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The Wubble: How Los Angeles Sparks & Danelle Winfield Adapt To New Type Of Game Day

Danelle Winfield | Senior Director of Game Operations, Entertainment & Promotions | Los Angeles Sparks

It has been tough because we miss our fans and seeing our players and just the overall arena ambience. But, as you know, in life you have to pivot sometimes and be innovative in how you continue to engage.

Danelle Winfield

Senior Director of Game Operations, Entertainment & Promotions

Los Angeles Sparks

× The interview with Danelle Winfield was conducted via a typed conversation. Editing changes were made to make it easier to read while maintaining the voice of the interview.

Tell us about your role as Senior Director of Game Operations, Entertainment & Promotions for the Los Angeles Sparks. What does a typical day look like for you?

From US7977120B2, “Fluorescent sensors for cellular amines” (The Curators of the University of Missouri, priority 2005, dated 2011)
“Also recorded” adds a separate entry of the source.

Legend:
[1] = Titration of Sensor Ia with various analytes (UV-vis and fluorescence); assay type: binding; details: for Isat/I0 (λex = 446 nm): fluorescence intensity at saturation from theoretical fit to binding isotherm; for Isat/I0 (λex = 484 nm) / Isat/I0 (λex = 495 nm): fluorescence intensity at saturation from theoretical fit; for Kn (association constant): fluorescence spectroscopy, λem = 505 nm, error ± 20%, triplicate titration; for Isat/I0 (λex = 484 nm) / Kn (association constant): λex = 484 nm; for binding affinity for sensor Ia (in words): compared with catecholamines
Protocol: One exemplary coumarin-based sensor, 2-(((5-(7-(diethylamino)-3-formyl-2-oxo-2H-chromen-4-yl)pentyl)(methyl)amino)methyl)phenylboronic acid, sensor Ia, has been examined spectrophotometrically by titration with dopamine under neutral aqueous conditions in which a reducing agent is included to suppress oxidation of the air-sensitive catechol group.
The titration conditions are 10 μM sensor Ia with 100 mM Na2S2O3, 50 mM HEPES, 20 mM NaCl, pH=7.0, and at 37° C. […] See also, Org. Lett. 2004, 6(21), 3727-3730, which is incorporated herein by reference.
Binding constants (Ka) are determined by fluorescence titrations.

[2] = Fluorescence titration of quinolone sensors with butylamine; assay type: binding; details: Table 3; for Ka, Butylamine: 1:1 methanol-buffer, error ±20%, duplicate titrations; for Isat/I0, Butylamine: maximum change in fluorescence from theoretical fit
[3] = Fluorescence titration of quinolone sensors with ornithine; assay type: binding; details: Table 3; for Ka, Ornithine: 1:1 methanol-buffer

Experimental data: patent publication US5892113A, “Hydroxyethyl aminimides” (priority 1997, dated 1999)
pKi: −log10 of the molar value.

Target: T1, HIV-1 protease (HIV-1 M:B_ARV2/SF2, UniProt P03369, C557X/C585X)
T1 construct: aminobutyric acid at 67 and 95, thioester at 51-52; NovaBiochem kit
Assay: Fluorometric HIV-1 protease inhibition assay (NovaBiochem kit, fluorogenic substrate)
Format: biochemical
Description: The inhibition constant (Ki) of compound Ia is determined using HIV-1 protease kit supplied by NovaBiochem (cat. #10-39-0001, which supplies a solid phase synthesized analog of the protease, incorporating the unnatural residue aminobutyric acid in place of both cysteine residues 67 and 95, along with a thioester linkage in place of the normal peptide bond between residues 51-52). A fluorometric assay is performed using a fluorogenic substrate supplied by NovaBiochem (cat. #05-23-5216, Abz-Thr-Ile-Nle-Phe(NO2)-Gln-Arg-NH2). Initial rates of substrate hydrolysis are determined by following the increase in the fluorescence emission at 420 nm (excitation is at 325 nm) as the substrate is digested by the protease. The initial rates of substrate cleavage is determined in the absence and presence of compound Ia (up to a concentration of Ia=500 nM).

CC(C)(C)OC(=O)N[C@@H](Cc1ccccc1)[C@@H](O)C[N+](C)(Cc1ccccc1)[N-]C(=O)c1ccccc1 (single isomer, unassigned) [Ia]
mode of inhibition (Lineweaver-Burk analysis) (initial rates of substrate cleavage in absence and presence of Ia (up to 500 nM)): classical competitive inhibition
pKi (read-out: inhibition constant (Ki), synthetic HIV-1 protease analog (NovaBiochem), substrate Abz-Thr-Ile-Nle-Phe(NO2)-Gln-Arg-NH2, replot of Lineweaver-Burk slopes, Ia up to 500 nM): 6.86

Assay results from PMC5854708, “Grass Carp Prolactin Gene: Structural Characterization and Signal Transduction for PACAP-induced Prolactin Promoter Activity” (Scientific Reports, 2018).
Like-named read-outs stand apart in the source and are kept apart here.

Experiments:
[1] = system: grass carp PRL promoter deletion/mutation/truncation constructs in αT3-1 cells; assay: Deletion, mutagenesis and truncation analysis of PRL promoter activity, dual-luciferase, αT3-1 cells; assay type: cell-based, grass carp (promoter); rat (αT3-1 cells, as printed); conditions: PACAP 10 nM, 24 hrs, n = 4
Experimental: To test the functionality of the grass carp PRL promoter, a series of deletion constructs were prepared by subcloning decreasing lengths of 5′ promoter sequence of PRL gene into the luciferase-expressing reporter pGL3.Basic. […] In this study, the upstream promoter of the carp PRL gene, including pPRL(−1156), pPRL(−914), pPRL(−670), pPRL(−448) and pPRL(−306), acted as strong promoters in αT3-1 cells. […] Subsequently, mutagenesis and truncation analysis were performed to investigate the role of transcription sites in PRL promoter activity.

As Sr. Director of Game Operations, Entertainment & Promotions, my main role is to support our Players by creating a home-court advantage atmosphere. There are many elements that go into a game day in order to keep our fans engaged; I am thankful to have talented staff & counterparts who help us pull off an amazing show.

A typical game day starts at least 7-8 hours before tip-off. I am in my office going over any adjustments to the game that was changed in the last 24 hours (i.e. – PAs, contests, talent, tables, etc.). I email the updated information and follow-up with phone calls to Staples Center, AEG, Sparks Staff/Interns and whoever else needs to be looped into the communication.

I then head to Staples Center for in-person meetings with everyone involved with executing on game days. Since there are so many things to cover, I take an outside-in approach…by meeting with my counterpart Ashley (Staples Center Manager) to discuss anything that doesn’t directly deal with the in-game show itself. We cover things such as reception events, concourse tables, locker rooms/guest rooms, parking, security/guest services and pre-game on-court events.